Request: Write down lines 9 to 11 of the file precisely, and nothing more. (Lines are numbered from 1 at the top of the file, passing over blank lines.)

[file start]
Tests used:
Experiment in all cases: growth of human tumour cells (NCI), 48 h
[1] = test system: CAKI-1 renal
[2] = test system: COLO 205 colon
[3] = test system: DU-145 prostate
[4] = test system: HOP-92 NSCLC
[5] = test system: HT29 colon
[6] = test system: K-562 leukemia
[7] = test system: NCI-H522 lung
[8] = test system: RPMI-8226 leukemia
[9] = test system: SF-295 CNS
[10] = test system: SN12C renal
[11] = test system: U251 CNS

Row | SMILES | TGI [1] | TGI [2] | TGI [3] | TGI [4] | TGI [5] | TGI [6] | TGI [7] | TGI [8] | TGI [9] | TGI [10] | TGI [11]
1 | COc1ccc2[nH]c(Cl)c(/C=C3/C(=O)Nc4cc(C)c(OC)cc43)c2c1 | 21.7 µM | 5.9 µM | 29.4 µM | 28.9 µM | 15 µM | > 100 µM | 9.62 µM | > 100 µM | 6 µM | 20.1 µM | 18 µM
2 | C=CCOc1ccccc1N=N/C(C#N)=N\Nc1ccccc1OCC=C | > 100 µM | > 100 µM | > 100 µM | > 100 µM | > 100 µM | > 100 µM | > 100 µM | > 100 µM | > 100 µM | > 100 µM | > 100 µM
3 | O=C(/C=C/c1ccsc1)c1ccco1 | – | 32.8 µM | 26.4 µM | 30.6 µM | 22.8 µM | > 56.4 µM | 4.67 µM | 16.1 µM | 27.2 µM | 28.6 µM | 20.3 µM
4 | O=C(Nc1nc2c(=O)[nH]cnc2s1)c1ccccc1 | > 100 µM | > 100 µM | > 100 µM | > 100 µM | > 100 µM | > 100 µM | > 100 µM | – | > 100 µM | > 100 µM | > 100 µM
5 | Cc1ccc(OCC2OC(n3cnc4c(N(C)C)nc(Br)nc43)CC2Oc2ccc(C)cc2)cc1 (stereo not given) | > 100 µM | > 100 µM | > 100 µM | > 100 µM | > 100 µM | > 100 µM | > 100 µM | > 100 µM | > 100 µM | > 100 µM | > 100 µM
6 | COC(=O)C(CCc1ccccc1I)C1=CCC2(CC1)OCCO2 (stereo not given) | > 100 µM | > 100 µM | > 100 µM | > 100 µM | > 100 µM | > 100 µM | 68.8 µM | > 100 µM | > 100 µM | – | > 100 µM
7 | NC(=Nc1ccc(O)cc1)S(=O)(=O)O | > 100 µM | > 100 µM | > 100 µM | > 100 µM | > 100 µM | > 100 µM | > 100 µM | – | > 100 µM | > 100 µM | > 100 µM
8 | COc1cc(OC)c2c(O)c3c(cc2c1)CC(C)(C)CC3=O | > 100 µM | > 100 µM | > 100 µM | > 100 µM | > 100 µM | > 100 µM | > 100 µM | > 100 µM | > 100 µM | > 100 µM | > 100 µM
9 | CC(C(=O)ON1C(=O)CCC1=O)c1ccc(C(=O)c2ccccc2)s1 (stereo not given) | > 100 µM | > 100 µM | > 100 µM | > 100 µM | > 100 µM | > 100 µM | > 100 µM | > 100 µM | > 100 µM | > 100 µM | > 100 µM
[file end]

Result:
[7] = test system: NCI-H522 lung
[8] = test system: RPMI-8226 leukemia
[9] = test system: SF-295 CNS